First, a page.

All the news unfit to print.


July 2015

Droughtlander Book Club: Let’s do this

Drunk Austen

We are in a drought. Right now the state of Californis is slurping up its last dregs of water. More importantly, we are in the terrible waiting period between seasons of Outlander.

What are we to do? How are we to cope?!
By reading! Duh!

We’ll be reading the series together, tweeting about our progress and doing online meet ups. I suggest we do one book a month.

imageAugust – Outlander

September – Dragonfly in Amber

October – Voyager

November – Drums of Autumn

December – The Fiery Cross

January – Breath of Snow and Ashes

February – An Echo in the Bone

March – Written in My Own Heart’s Blood

The benefit of doing online posts as we go is that you can start at anytime (and leave off at anytime).

I’ll be making Facebook events over on Drunk Austen, so stay updated there for hangouts. Let me know…

View original post 16 more words


Familial obligations: On an aging parent

My grandmother raised me, so that means I’ve always faced certain obstacles sooner than my peers. My parental figure retired when I graduated high school. Anytime she’s in the hospital it’s a big deal. She constantly reminds me about her will and death policies.

While everyone eventually faces a moment of true concern for their parent, it isn’t usually when you’re in your 20s. It isn’t when you aren’t financially able to support the person you raised you (let alone yourself). Yes, a lot of people have it a lot worse than I do, but I was recently a witness to some concerning developments in her life.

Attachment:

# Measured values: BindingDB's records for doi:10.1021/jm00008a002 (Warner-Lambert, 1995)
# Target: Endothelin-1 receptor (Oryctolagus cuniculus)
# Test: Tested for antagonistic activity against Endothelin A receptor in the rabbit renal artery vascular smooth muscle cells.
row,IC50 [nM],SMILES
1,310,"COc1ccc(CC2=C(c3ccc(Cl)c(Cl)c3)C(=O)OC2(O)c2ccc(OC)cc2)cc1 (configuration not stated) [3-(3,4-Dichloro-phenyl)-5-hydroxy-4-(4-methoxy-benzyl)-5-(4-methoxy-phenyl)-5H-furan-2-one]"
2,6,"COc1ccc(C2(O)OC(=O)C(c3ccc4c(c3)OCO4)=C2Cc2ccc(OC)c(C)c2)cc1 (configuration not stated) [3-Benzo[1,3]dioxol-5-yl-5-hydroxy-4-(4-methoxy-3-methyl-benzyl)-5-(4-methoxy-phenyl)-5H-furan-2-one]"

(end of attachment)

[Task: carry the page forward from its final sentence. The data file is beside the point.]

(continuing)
I knew from living with her after college that she had developed some bad clutter habits. Living with her meant I could clean up behind her as much as possible and throw out spoiled food. Moving away was hard on us both, but it feels like it’s hit her hardest. Harder even then seeing me go off to college.

She finally admitted to me she’s been talking to a doctor about her depression. Which is good, but still makes me feel awful. It’s not easy to come and see her often, and when I do stay she doesn’t want to leave the house. She only goes out to get groceries or go to the library, or when I make her go for walks (disguised as shopping ventures). I’m worried about her lack of human contact and exercise. Neither of those things can be helping her depression.

My most recent trip raised an even bigger red flag about something amiss. Her fridge is bursting with food. More food than a single person could really eat. Upon further inspection I found that most of the half eaten produce was rotten. She also seems to have forgotten what she already had in stock, resulting in multiple repeats. 

Maybe I’m a wimp, but I almost cried when I saw five empty pickle jars in the fridge. Just sitting there, taking up space. I asked her why they were there and she vaguely mentioned maybe using the liquid to pickle more things. I showed her the labels, most of them were well past their use by date. 

I’m worried and I don’t know what to do, and I really have no one to turn to for assistance. I’m the relation living closest to her and expected to take the reigns when she needs care. I just feel like I can’t take care of her when I only see her for two days once a month or so. 

Blog at

Up ↑